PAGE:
After 20 minutes, two militia soldiers walk in, glaring at the one American in the room, and asking Dr. Riyad for a checkup. Armed with Kalashnikovs, sidearms, and combat knives, it seems difficult for the doctor to refuse — although the entire interaction is remarkably cordial and professional, all things considered. The clinics seem to function as both medical facilities and as a communal gathering place for citizens left traumatized — physically and mentally — after over two years of war and occupation. They are a microcosm of the busy street outside, with all sorts of actors waiting side-by-side for their appointment, drugs, and a friendly conversation with a doctor.
Riyad comes from a Moslawi family, which has produced doctors for generations. When ISIS swept into the city in June 2014, he fled to Erbil, where he “waited patiently for the chance to return home.” Today, he lives less than a kilometer from the clinic, and is able to walk to his office every morning — even as the thunder of airstrikes and staccato chatter of helicopter gunships on strafing runs echo vaguely in the distance. When asked why he came back to Mosul after two years away, he simply replies: “it was not a choice.” This sentiment earns nods of agreement from all staff listening in the room, many of whom had similar stories to tell.
The clinic in al-Quds serves 16,230 civilians, including those from the devastated university neighborhood. The building itself lies on a quiet road away from the main city street — on what looks to have once been a highway across the Tigris. Less than a mile away, across the river, lies ISIS territory; here, the constant airstrikes and automatic weapons fire shake whatever glass remains in the windows. The physician in charge is a middle-aged woman with a face
crumbling under fatigue, named Dr. Khalood. She is clearly in command, of both the medical situation and her staff’s respect. Her assistant, as well as a fellow physician, listen in to our short interview, helping to manage the barrage of patients knocking on the door every few seconds. After 10 minutes, the assistant becomes visibly exasperated — yelling at those seeking care to “leave us alone already and go down the hallway!”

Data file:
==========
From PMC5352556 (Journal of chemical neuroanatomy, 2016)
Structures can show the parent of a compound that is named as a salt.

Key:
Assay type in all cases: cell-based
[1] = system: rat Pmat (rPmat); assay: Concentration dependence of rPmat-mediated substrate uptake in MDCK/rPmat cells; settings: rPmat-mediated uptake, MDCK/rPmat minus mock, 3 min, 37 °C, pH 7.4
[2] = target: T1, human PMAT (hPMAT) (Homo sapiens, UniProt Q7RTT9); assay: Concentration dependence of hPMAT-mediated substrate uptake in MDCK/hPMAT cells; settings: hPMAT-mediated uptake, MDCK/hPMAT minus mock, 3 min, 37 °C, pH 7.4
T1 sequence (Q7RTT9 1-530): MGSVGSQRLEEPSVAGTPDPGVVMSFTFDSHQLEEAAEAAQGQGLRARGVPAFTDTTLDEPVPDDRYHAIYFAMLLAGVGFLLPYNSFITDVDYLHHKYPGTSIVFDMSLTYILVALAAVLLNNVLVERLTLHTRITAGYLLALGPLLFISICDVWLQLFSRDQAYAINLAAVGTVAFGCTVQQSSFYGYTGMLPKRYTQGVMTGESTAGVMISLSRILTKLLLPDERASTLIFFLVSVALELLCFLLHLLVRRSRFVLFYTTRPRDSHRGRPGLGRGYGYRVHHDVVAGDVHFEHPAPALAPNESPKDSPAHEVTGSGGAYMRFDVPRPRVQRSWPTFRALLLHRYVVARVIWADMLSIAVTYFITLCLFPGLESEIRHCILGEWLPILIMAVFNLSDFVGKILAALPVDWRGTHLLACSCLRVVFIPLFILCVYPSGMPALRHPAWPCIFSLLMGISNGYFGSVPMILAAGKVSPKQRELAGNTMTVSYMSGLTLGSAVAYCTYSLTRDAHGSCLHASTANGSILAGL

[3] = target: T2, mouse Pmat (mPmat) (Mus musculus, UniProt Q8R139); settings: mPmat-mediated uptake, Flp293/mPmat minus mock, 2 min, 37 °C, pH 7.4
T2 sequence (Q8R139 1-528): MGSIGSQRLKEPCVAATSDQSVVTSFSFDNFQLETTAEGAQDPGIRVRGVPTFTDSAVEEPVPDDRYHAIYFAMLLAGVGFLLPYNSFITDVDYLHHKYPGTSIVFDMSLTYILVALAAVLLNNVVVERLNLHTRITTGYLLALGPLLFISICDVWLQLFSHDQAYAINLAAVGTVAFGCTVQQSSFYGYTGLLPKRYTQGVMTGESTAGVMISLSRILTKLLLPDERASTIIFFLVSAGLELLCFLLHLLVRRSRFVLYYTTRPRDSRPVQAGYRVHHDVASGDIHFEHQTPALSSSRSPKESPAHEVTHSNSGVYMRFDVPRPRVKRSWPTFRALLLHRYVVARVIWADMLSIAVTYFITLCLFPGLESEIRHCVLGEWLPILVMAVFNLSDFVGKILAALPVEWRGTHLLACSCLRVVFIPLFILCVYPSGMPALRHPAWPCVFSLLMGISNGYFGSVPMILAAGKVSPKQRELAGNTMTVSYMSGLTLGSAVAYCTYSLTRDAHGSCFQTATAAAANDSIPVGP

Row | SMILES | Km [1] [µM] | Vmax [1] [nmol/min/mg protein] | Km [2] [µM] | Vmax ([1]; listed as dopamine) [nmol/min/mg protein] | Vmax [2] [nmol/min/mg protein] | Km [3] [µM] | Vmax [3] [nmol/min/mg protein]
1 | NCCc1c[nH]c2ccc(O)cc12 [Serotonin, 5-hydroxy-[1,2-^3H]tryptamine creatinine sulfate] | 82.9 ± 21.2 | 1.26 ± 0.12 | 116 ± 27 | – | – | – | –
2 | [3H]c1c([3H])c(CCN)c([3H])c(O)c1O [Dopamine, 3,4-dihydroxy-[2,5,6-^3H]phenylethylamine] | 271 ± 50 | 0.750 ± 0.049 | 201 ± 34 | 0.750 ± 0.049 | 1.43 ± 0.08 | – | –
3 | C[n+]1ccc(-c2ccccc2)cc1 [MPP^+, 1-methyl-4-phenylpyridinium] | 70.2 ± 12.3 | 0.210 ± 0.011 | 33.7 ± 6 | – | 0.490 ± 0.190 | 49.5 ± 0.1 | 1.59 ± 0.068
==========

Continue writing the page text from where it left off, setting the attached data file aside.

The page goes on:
Only a few lights are on here, and the hallways are dark, cold, and drafty. At the entrance, two Federal Police officers joke with those trying to enter, showing off the tail fin of a mortar that had landed in the neighborhood just a day earlier. In the lobby, a group of men stand aimlessly, clearly unsure of where the doctors are located. As I leave the facility, one man approaches me with a smile on his face, asking that I take his photograph. He proudly declares in Arabic that he is a “digger,” someone who works all day, every day, to fill in the craters and clear the rubble left across Mosul’s streets. He is farsighted, but says that it is no matter: “All I need to see is the shovel and the stones, and I can work to rebuild my city.” Everyone else in the room looks proudly on as the man tells his narrative, patting him on the back and joking with me about the vigor he shows despite his old age. “Clearly,” one bystander declares, “the doctors here are doing something very well.”
“All I need to see is the shovel and the stones, and I can work to rebuild my city.”
His words illuminate one of the realities in liberated Mosul that at once inspires hope and leaves a dull, creeping sense of apprehension. The city is coming back to life, but sporadically — in fits, starts, and tremors — without coordination or organization. On some streets, work teams carrying battered shovels walk behind bulldozers that cough pitch black smoke into an already suffocating sky, their mission to fill in shredded concrete with sand, mud, and gravel. Yet Nobody speaks of any concerted effort to repair Mosul’s streets, restore its infrastructure, or bring essential services. Instead, reconstruction is fueled by the willpower of civilians and the tenuous coexistence between armed groups inside the city that facilitates their work. Other streets are left alone, blocked by Humvees and a few dejected police — the scars etched into mud and concrete hidden behind blast wall and wire barricades.